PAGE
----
Beaufort, Port Royal property owners to benefit from a better fire rating

Flickr user Joseph Robertson

Beaufort and Port Royal have both long enjoyed high fire safety ratings, and now both towns will be united in a Class 2 ISO rating.

It's something that's good for safety and can save dollars on insurance.

In a joint release the municipalities wrote, "With the possibility of lower fire insurance premiums for commercial properties that could boost economic development, including the Port of Port Royal property, both Beaufort and Port Royal will share a Class 2 ISO fire rating effective May 1."

For 15 years, Beaufort has enjoyed one of the state's highest fire insurance ratings – an ISO 2. That can translate to annual savings on fire insurance premiums, particularly for commercial properties. Insurance companies can use the ISO rating as an indicator of a community's ability to provide fire protection.

"With our combined firefighting capability with Port Royal, with our strong water supply system and hydrants, and with our new equipment, we earned the joint ISO 2 rating for both the City of Beaufort and the Town of Port Royal," Beaufort Fire Chief Sammy Negron said. The rating team was in the Lowcountry in August.

Beaufort City Manager Scott Dadson said the continued high levels of firefighter training, strong cooperating between Beaufort and Port Royal, good department management and the City Council's commitment to update the firefighting vehicles with more responsive all-purpose vehicles and pumpers all contributed to the upgraded fire rating.

The last time Beaufort was evaluated by ISO was in 1981. In 2004, the Town of Port Royal received an ISO Class 3/9, with outlying areas having the lower, less appealing 9 rating. "It was not easy bringing these two ratings into one single ISO classification but we knew it was possible and, better yet, it was the right thing to do," said Port Royal Town Manager Van Willis.

"We have the right equipment, we have a well-trained group of firefighters and we have fire stations in the right locations," he said. "This upgraded fire rating comes at an ideal time as we move into the new year with new economic possibilities."

The joint ISO 2 rating for Beaufort and Port Royal applies to property up to Neal Road in Beaufort and up to the Bell Bridge in Port Royal. The Burton Fire District recently underwent a similar ISO evaluation, including for areas in Beaufort and Port Royal they serve under contract.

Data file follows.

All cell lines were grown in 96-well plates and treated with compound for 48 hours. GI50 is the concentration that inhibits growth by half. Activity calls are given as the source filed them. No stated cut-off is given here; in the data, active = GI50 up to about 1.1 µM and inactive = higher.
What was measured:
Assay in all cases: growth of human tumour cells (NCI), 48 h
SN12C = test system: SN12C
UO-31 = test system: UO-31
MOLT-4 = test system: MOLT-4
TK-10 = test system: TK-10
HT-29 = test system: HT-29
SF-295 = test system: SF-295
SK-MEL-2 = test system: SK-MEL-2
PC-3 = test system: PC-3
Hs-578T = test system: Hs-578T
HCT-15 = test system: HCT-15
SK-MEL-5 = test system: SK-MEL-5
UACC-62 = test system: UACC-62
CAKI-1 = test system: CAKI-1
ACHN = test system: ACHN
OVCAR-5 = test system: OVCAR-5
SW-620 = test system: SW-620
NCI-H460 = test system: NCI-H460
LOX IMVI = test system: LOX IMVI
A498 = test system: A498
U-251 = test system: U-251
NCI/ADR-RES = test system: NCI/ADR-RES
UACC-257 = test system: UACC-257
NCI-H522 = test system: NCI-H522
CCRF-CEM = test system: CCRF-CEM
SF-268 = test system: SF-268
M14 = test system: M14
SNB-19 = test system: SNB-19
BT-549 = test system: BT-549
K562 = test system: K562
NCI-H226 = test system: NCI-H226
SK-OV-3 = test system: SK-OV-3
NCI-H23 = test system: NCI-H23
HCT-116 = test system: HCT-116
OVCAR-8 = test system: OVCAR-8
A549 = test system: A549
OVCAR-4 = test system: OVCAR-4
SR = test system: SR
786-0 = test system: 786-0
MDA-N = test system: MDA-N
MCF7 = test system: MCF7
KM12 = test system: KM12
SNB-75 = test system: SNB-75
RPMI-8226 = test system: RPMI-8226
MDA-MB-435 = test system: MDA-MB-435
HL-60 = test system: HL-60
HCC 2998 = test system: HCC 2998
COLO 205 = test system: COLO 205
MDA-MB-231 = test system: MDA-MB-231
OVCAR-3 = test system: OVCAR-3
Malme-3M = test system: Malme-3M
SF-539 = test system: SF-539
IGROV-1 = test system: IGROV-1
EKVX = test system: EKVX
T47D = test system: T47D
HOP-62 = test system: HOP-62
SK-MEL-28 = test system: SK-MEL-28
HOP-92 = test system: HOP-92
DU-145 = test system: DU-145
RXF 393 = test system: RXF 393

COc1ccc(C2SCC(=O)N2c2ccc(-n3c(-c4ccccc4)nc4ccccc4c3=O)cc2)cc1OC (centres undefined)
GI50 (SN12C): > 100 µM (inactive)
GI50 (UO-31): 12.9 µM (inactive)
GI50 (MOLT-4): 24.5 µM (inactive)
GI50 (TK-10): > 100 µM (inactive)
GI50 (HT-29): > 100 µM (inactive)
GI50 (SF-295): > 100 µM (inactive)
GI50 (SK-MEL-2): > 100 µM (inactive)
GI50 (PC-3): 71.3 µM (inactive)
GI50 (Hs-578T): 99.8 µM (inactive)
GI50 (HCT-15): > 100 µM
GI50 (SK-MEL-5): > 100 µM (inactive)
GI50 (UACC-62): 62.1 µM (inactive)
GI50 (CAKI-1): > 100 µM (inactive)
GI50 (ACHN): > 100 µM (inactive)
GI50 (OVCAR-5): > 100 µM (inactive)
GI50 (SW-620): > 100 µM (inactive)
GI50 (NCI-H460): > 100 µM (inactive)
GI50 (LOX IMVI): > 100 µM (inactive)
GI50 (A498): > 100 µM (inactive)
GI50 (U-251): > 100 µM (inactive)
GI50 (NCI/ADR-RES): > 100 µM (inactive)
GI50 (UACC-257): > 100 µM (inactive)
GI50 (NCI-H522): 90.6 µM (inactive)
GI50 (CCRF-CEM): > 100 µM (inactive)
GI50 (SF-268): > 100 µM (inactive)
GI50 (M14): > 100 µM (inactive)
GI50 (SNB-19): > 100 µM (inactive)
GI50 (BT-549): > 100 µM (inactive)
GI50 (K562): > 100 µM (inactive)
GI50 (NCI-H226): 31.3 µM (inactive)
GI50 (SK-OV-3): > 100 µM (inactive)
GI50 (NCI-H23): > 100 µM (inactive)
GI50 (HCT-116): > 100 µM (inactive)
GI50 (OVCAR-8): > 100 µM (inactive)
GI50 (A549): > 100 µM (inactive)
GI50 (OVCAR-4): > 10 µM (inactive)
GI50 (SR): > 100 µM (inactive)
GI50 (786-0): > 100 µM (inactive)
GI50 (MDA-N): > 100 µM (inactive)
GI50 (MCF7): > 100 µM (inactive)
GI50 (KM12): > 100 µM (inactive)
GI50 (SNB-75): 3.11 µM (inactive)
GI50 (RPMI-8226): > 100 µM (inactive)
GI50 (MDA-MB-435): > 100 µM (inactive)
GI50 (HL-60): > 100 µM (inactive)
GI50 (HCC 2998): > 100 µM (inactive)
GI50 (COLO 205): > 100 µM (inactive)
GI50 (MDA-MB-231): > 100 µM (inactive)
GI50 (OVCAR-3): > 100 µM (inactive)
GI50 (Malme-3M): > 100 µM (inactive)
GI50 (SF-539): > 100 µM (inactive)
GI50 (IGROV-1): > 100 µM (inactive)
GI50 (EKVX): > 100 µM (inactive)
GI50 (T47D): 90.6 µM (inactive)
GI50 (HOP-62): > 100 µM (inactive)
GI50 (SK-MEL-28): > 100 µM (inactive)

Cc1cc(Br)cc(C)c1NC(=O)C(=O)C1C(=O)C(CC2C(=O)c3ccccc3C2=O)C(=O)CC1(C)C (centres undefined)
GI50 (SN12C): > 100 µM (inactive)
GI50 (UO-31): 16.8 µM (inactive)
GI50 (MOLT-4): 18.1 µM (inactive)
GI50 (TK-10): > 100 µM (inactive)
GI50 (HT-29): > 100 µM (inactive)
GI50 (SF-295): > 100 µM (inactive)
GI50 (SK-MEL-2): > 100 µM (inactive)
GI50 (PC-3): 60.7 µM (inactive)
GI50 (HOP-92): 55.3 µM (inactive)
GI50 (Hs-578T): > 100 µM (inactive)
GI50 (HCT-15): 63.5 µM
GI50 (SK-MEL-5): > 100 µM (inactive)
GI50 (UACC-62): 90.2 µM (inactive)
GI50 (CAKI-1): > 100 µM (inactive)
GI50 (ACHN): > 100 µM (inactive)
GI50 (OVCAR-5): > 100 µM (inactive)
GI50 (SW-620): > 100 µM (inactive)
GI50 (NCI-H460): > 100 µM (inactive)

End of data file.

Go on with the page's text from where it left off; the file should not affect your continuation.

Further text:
Additional benefits of a joint ISO rating include allowing joint purchases of new equipment, saving both Port Royal and Beaufort taxpayers money. The shared equipment will serve the shared ISO, Negron said.

The ISO rating system measures the major elements of a community's fire-suppression system and develops a numerical grade from one, the highest, to the lowest, 10.

How the reviews are done

Here's how the review process works, according to the Insurance Services Office:

Fire alarms: 10 percent of the overall grading is based on how well the fire department receives fire alarms and dispatches its fire-fighting resources. Field representatives evaluate the communications center, the number of operators at the center and the listing of emergency numbers in the telephone book. Field representatives also look at the dispatch circuits and how the center notifies firefighters about the location of the emergency.

Engine companies: 50 percent of the overall grading is based on the number of engine companies and the amount of water a community needs to fight a fire. ISO reviews the distribution of fire companies throughout the area and checks that the fire department tests its pumps regularly and inventories each engine company's nozzles, hoses, breathing apparatus and other equipment.
ISO also reviews the fire-company records to determine:
- type and extent of training provided to fire-company personnel
- number of people who participate in training
- firefighter response to emergencies
- maintenance and testing of the fire department's equipment

Water supply: 40 percent of the grading is based on the community's water supply, specifically whether the community has sufficient water supply for firefighting beyond daily maximum consumption. During an ISO review, its team checks all components of the water supply system, including pumps, storage and filtration. They check the distribution and location of fire hydrants and the rate of water flow provided by water mains.